Skip to main content
Ontario Tech acknowledges the lands and people of the Mississaugas of Scugog Island First Nation.

We are thankful to be welcome on these lands in friendship. The lands we are situated on are covered by the Williams Treaties and are the traditional territory of the Mississaugas, a branch of the greater Anishinaabeg Nation, including Algonquin, Ojibway, Odawa and Pottawatomi. These lands remain home to many Indigenous nations and peoples.

We acknowledge this land out of respect for the Indigenous nations who have cared for Turtle Island, also called North America, from before the arrival of settler peoples until this day. Most importantly, we acknowledge that the history of these lands has been tainted by poor treatment and a lack of friendship with the First Nations who call them home.

This history is something we are all affected by because we are all treaty people in Canada. We all have a shared history to reflect on, and each of us is affected by this history in different ways. Our past defines our present, but if we move forward as friends and allies, then it does not have to define our future.

Learn more about Indigenous Education and Cultural Services



The Teaching and Learning Centre at Ontario Tech offers workshops to introduce faculty to experiential learning. Review their content offerings here.

Career Ready Fund

In support of the Career Ready Fund, the Ministry of Training, Colleges, and Universities (MTCU, formerly Ministry of Advanced Education and Skills Development) released six criteria as Guiding Principles for Experiential Learning. Activities funded with Career Ready Funds (CRF) should be designed in order to meet these criteria, which provide a way for institutions to ensure their EL activities provide authentic and meaningful opportunities for their students.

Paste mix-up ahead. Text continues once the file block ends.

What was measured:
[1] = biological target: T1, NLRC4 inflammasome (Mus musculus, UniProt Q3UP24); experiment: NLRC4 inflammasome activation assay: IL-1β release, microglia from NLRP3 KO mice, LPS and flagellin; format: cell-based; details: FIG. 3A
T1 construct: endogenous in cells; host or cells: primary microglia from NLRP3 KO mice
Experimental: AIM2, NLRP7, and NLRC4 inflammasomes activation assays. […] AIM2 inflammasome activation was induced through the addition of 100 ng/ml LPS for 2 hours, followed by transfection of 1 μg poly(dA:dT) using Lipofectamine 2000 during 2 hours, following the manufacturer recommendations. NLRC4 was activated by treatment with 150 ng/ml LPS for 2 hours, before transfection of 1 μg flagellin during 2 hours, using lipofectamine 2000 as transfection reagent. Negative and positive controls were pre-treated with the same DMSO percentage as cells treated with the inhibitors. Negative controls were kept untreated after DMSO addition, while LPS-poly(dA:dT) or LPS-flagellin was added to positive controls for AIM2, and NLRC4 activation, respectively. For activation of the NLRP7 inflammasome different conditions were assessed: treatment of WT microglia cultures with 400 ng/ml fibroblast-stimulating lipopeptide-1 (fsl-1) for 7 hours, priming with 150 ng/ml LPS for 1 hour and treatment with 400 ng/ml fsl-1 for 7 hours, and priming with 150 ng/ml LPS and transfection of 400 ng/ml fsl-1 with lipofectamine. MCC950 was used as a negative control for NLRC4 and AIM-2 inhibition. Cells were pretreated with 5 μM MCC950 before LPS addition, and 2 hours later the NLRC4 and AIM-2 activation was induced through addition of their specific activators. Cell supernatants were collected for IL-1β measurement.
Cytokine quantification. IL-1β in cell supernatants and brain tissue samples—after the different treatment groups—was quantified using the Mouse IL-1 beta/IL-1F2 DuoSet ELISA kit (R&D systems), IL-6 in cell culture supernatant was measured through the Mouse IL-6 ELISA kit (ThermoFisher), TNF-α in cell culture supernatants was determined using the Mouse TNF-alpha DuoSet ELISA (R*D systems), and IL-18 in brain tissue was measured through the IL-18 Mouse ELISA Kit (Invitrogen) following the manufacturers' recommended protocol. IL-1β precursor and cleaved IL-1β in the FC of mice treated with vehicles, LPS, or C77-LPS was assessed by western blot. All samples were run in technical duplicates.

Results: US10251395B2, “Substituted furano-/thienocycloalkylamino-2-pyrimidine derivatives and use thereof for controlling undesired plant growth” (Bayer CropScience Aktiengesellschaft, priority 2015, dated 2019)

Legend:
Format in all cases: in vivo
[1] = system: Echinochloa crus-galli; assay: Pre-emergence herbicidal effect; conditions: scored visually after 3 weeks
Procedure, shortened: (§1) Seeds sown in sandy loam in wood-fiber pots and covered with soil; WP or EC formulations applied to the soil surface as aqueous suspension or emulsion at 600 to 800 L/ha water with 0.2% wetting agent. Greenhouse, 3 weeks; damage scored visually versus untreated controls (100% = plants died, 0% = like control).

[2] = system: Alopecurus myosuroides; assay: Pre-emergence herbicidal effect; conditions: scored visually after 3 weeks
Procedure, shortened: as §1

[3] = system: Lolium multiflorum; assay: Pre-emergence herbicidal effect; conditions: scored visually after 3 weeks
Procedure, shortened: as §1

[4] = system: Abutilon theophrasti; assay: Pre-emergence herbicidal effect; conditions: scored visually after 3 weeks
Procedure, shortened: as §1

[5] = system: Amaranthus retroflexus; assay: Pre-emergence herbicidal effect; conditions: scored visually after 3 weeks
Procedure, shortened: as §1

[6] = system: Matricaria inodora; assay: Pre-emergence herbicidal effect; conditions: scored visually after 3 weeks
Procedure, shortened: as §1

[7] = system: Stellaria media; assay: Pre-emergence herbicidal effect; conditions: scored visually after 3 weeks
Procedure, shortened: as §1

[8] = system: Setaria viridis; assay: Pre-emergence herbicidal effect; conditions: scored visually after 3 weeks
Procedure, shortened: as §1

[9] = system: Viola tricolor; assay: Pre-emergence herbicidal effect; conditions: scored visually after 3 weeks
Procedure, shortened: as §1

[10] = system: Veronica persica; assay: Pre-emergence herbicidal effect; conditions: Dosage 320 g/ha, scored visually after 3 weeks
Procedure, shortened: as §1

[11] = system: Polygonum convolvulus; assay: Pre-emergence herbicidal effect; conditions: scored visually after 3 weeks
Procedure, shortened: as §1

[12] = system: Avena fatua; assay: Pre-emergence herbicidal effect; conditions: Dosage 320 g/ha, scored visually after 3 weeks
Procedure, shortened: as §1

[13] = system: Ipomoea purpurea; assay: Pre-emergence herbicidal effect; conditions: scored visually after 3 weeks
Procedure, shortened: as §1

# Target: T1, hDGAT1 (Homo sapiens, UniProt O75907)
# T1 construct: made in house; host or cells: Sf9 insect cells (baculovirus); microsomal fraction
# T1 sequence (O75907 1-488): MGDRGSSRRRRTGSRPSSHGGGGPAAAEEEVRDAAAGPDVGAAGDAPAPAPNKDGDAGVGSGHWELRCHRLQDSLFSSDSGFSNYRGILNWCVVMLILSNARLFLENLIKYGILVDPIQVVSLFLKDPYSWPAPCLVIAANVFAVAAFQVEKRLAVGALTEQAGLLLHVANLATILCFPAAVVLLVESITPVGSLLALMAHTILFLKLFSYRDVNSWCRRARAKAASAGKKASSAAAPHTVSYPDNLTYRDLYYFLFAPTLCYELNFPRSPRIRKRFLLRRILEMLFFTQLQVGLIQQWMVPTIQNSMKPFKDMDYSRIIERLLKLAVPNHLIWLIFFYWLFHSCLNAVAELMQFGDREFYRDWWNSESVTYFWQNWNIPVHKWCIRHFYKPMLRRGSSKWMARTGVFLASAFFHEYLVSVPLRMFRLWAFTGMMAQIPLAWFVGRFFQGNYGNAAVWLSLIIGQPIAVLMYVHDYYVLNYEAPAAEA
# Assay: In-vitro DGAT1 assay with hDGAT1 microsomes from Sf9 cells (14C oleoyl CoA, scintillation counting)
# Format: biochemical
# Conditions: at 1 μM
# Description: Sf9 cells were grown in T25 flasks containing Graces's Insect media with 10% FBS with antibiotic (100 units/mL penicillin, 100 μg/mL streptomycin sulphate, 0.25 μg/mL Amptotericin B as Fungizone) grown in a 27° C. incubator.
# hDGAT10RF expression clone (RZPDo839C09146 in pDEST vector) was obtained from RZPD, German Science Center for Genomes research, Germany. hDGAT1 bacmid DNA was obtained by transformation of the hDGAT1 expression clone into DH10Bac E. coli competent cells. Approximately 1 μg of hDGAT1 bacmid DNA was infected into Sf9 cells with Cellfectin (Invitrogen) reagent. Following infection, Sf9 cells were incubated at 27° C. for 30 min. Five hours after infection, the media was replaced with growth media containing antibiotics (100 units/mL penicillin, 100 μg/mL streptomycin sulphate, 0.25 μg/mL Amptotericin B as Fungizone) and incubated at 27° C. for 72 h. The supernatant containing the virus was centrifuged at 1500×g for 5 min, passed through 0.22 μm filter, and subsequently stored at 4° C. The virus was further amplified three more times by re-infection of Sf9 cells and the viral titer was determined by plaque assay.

• The student is in a workplace or simulated workplace
  • The student is exposed to authentic demands that improve their employability, interpersonal skills, and transition to the workforce.
  • The experience is structured with purposeful and meaningful activities.
  • The student applies university or college program knowledge and/or essential employability skills.
  • The experience includes student self-assessment and evaluation of the students’ performance and learning outcomes by the employer and/or university/college.
  • The experience counts towards course credit or credential completion OR is formally recognized by the college or university as meeting the five criteria above.